All human trials have used larvae produced by coproculture. It is intuitively obvious that larvae produced by faecal culture are contaminated with enteric bacteria. Assessment of bioburden has been described in two recent studies. Diemert et al. [19] report the use of larvae produced by GMP method at the Immune Modulation Research Group (IMRG) at the University of Nottingham. Faeces were pre-treated with antifungal and antimicrobial agents prior to mixing with charcoal and Harada-Mori coproculture. After harvest the larvae are repeatedly washed in sterile water after which batch testing for microbial bioburden assessment was performed according to both USP 61/62 and European Pharmcopoeia 26.12 and 26.13 criteria [19]. Hoogerwerf et al. [28] report a similar method of pre-treatment and culture. However, following harvest the larvae were incubated in antiseptic prior to washing. Microbial bioburden assessment was limited to exclusion of pathogenic bacteria [31]. In this study we found that washing in sterile water was insufficient to reduce bioburden sufficiently to meet regulatory criteria. Although antiseptic treatment successfully reduced the bioburden for 48 h, recrudescence of the bacterial burden occurred within days. Furthermore, we found that storage of the larvae in antimicrobial concentrations sufficient to maintain the bioburden below levels specified by regulatory agencies was toxic to the larvae, a finding previously described by Harada [32].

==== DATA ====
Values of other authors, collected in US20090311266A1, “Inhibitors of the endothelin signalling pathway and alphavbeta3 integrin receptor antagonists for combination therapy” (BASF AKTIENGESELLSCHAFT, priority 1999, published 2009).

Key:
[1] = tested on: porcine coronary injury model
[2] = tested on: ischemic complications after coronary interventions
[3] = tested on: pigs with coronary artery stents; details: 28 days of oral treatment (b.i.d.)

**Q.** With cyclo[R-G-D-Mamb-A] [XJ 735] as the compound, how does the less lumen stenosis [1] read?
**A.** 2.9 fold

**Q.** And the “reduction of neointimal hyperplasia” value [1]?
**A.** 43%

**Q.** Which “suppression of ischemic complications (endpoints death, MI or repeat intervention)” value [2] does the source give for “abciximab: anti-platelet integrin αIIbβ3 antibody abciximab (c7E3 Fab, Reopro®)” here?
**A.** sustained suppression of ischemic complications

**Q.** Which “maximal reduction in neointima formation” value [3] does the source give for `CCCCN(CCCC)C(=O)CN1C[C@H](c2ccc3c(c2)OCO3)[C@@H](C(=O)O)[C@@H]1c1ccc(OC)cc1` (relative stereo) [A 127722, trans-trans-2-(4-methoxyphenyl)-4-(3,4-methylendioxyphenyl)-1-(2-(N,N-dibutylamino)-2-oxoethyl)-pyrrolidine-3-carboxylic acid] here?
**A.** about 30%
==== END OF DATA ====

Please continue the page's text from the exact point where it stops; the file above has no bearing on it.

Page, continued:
The most comprehensive description of hookworm culture techniques is provided by Miller in describing his experience in developing a commercial canine hookworm vaccine. Unsurprisingly, larvae produced by coproculture methods were found to be contaminated with enteric organisms. Despite disinfection procedures, the bioburden of larvae produced by this method could not be reduced sufficiently to comply with regulatory standards and the development of a “faeces free” methodology was required to meet contemporaneous regulatory standards [33]. It is possible that future human trials may require the development of similar methodologies.

This study has limitations. A single experimentally infected donor was used for this work. It is likely that most clinical trials will be facilitated by a pool of donors and that individual variations in egg and larval yield will be less important. For logistical reasons, we did not perform microscopic evaluation of faecal egg counts. Although microscopy is well established, its sensitivity is inferior to molecular methods [34] and microscopic assessment must be performed promptly as sensitivity deteriorates within hours of stool production [35, 36].